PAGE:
Up until this point, income growth has not been strong enough to unleash a lot of new demand for new home purchases, although that has been changing over the course of this year. There are also demographic factors. A lot of the increase in household formation that you’re seeing right now is coming among young adults, and people under the age of 34 have historically been renters not buyers.
The thing that is surprising me is how aggressive some of the forecasts have been this year for single-family growth. They must be assuming a much more rapid adjustment in the housing market than I see taking place. I could be wrong, but so far we’ve been closer to the mark, and so far we’re still comfortable with our more low-end estimate.
One thing that does concern me is that the rate at which multifamily units are being completed is significantly behind the rate at which new multifamily homes are being started. Typically, for large apartment complexes, there’s about a 9- to 12-month lag between start and finish. What we are getting concerned about is that if all these units that are in the construction process, if they all start to come on line — which we think will be late this year or early next year — then there are going to be some markets that quickly find themselves with too much supply. I wouldn’t use the term “bubble” right now, but there are some concerns about overbuilding.
The stronger dollar is helping price U.S. exports out of a lot of foreign markets, so that’s taking a pretty significant toll on corporate earnings, at least for those corporations who are exposed to foreign trade.
The whole global growth environment is fairly soft. You couple that with a stronger U.S. dollar and there’s a significant downside risk for the growth of U.S. exports. China’s economy is in the midst of a structural transition, trying to move away from an export-dominated economy to more of a services and domestic-consumption economy. And Japan’s economy has been fairly weak.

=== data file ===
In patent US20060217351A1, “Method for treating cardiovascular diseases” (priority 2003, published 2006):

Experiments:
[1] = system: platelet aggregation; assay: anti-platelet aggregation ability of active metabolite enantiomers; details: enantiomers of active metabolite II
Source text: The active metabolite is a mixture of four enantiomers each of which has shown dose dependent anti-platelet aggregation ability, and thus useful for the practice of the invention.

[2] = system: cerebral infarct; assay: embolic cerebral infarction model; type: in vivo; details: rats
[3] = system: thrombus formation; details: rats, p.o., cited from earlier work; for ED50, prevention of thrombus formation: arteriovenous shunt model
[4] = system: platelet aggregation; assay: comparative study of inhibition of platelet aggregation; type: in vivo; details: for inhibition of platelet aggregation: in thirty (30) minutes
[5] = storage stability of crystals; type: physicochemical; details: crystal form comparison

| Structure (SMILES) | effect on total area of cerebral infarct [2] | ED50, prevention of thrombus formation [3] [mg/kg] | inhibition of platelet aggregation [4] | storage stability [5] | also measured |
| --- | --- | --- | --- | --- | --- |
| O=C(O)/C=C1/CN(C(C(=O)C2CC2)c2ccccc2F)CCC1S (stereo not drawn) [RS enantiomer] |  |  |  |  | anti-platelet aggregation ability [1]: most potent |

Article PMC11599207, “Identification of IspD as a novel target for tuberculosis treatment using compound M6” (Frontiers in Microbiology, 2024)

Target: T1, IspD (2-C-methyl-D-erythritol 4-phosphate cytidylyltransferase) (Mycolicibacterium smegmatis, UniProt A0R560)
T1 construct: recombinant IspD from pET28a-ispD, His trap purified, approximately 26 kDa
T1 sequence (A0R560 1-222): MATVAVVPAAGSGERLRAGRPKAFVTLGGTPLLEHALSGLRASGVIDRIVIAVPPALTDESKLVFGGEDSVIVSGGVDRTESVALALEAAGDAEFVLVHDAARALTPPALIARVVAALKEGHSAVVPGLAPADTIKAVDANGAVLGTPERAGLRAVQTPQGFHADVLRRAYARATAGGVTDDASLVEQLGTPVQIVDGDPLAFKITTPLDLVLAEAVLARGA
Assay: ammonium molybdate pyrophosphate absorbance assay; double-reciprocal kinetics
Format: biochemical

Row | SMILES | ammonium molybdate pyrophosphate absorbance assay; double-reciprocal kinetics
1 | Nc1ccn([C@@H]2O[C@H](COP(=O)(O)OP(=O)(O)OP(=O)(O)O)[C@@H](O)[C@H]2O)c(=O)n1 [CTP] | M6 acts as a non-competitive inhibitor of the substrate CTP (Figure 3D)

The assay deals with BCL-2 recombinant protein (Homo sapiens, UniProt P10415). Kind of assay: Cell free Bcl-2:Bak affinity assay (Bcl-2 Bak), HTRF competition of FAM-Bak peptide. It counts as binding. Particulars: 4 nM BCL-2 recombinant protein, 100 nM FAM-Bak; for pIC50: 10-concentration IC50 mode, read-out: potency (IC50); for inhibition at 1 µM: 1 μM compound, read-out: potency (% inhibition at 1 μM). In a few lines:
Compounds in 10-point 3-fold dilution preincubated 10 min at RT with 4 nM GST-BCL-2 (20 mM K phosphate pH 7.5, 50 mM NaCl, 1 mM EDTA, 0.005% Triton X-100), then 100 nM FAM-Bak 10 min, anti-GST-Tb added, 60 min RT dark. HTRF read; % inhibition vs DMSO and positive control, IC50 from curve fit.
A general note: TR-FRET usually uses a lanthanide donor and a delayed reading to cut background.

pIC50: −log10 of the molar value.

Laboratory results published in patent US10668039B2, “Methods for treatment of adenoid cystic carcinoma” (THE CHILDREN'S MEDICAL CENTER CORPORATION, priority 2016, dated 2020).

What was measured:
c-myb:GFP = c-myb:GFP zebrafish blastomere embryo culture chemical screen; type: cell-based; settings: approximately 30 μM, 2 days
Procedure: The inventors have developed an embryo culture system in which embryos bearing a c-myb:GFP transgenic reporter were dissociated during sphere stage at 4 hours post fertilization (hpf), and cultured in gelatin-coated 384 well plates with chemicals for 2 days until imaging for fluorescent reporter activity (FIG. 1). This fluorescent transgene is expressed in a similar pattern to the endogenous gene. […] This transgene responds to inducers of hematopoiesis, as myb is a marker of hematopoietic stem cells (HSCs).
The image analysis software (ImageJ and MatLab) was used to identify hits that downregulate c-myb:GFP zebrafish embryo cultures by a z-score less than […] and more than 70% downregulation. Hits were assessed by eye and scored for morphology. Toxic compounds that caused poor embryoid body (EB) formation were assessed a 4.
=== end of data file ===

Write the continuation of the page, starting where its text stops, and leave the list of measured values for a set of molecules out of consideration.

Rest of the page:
Europe is teetering on the brink of what would be their third recession in eight years. Some of the data are stabilizing, so I don’t think things will get any worse. But I don’t think anybody expects them to get better at any kind of a rapid pace.
We in the U.S. banking system were badly undercapitalized coming out of the Great Recession, but we’ve resolved that down. Europe has taken very few steps to do so. It wasn’t until this month that the European Central Bank embarked on the kind of quantitative easing that our central bank and others around the globe did years ago. So they’re years behind in terms of their policy response, and they have ongoing structural issues, and they also have pretty abysmal demographic trends across much of the eurozone.
And then you have the ongoing situation with Greece and the whole question of whether they are going to be able to stay in the eurozone. That’s unsettling the financial markets as well. The reality is that Greece is such a small share of not only the eurozone but of the global economy, the impacts would be localized. But my concern would be the mentality of the financial markets. We don’t want another global liquidity crisis like we had back in 2008. Whether or not that would be enough to set one off, it’s an open question, but it’s a question that I think no one really wants to know the answer to.
Chris McFadyen is the editorial director of Business Alabama.
Interview by Chris McFadyen